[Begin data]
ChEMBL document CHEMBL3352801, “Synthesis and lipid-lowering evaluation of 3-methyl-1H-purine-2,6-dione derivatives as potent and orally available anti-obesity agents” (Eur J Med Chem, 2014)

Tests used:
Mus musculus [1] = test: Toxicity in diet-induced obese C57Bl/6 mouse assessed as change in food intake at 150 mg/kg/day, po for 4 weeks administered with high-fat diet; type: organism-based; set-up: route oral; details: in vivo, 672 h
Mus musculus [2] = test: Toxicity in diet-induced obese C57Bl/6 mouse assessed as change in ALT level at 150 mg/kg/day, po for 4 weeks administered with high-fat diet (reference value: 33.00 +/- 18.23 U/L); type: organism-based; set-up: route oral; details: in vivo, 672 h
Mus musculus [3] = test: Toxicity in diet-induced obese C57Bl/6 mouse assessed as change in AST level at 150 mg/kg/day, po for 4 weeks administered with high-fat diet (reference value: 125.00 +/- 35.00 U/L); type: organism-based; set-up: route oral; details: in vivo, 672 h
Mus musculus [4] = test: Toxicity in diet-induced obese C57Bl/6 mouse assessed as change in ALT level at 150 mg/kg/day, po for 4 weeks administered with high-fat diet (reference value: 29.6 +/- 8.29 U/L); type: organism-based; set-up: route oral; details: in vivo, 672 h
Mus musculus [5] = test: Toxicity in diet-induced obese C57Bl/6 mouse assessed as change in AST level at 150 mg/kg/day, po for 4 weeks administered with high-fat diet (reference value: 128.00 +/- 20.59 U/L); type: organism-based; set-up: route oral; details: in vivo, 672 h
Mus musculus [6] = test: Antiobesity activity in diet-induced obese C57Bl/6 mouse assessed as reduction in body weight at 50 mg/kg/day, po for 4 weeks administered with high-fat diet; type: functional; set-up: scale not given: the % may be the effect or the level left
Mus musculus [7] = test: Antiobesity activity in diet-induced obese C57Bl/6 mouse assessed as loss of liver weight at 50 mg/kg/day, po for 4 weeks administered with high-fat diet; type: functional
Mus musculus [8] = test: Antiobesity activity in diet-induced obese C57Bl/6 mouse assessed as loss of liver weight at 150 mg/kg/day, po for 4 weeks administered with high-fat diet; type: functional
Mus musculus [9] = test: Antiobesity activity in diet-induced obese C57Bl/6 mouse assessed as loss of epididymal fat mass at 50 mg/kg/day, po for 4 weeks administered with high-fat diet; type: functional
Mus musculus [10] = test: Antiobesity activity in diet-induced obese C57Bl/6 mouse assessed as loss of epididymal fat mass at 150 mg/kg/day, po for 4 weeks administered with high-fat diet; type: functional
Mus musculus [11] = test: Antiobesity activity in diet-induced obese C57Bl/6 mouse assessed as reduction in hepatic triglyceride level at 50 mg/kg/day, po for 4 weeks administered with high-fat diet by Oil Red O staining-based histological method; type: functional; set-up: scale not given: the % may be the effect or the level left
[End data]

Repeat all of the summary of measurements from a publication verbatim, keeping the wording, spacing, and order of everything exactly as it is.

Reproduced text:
ChEMBL document CHEMBL3352801, “Synthesis and lipid-lowering evaluation of 3-methyl-1H-purine-2,6-dione derivatives as potent and orally available anti-obesity agents” (Eur J Med Chem, 2014)

Tests used:
Mus musculus [1] = test: Toxicity in diet-induced obese C57Bl/6 mouse assessed as change in food intake at 150 mg/kg/day, po for 4 weeks administered with high-fat diet; type: organism-based; set-up: route oral; details: in vivo, 672 h
Mus musculus [2] = test: Toxicity in diet-induced obese C57Bl/6 mouse assessed as change in ALT level at 150 mg/kg/day, po for 4 weeks administered with high-fat diet (reference value: 33.00 +/- 18.23 U/L); type: organism-based; set-up: route oral; details: in vivo, 672 h
Mus musculus [3] = test: Toxicity in diet-induced obese C57Bl/6 mouse assessed as change in AST level at 150 mg/kg/day, po for 4 weeks administered with high-fat diet (reference value: 125.00 +/- 35.00 U/L); type: organism-based; set-up: route oral; details: in vivo, 672 h
Mus musculus [4] = test: Toxicity in diet-induced obese C57Bl/6 mouse assessed as change in ALT level at 150 mg/kg/day, po for 4 weeks administered with high-fat diet (reference value: 29.6 +/- 8.29 U/L); type: organism-based; set-up: route oral; details: in vivo, 672 h
Mus musculus [5] = test: Toxicity in diet-induced obese C57Bl/6 mouse assessed as change in AST level at 150 mg/kg/day, po for 4 weeks administered with high-fat diet (reference value: 128.00 +/- 20.59 U/L); type: organism-based; set-up: route oral; details: in vivo, 672 h
Mus musculus [6] = test: Antiobesity activity in diet-induced obese C57Bl/6 mouse assessed as reduction in body weight at 50 mg/kg/day, po for 4 weeks administered with high-fat diet; type: functional; set-up: scale not given: the % may be the effect or the level left
Mus musculus [7] = test: Antiobesity activity in diet-induced obese C57Bl/6 mouse assessed as loss of liver weight at 50 mg/kg/day, po for 4 weeks administered with high-fat diet; type: functional
Mus musculus [8] = test: Antiobesity activity in diet-induced obese C57Bl/6 mouse assessed as loss of liver weight at 150 mg/kg/day, po for 4 weeks administered with high-fat diet; type: functional
Mus musculus [9] = test: Antiobesity activity in diet-induced obese C57Bl/6 mouse assessed as loss of epididymal fat mass at 50 mg/kg/day, po for 4 weeks administered with high-fat diet; type: functional
Mus musculus [10] = test: Antiobesity activity in diet-induced obese C57Bl/6 mouse assessed as loss of epididymal fat mass at 150 mg/kg/day, po for 4 weeks administered with high-fat diet; type: functional
Mus musculus [11] = test: Antiobesity activity in diet-induced obese C57Bl/6 mouse assessed as reduction in hepatic triglyceride level at 50 mg/kg/day, po for 4 weeks administered with high-fat diet by Oil Red O staining-based histological method; type: functional; set-up: scale not given: the % may be the effect or the level left